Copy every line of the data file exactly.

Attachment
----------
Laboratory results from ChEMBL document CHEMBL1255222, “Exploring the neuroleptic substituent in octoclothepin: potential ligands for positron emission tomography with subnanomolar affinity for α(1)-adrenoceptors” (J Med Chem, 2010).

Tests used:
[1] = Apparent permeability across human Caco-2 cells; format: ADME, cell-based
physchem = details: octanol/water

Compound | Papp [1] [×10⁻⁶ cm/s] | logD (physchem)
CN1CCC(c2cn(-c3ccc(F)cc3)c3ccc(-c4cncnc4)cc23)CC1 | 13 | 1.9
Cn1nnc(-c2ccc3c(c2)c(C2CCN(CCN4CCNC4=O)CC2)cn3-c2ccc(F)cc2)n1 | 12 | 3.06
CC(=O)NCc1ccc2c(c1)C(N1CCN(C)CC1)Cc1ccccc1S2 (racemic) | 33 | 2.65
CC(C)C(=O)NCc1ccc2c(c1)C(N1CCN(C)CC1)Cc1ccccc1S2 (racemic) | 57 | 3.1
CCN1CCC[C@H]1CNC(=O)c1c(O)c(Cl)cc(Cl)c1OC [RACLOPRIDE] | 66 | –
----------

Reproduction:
Laboratory results from ChEMBL document CHEMBL1255222, “Exploring the neuroleptic substituent in octoclothepin: potential ligands for positron emission tomography with subnanomolar affinity for α(1)-adrenoceptors” (J Med Chem, 2010).

Tests used:
[1] = Apparent permeability across human Caco-2 cells; format: ADME, cell-based
physchem = details: octanol/water

Compound | Papp [1] [×10⁻⁶ cm/s] | logD (physchem)
CN1CCC(c2cn(-c3ccc(F)cc3)c3ccc(-c4cncnc4)cc23)CC1 | 13 | 1.9
Cn1nnc(-c2ccc3c(c2)c(C2CCN(CCN4CCNC4=O)CC2)cn3-c2ccc(F)cc2)n1 | 12 | 3.06
CC(=O)NCc1ccc2c(c1)C(N1CCN(C)CC1)Cc1ccccc1S2 (racemic) | 33 | 2.65
CC(C)C(=O)NCc1ccc2c(c1)C(N1CCN(C)CC1)Cc1ccccc1S2 (racemic) | 57 | 3.1
CCN1CCC[C@H]1CNC(=O)c1c(O)c(Cl)cc(Cl)c1OC [RACLOPRIDE] | 66 | –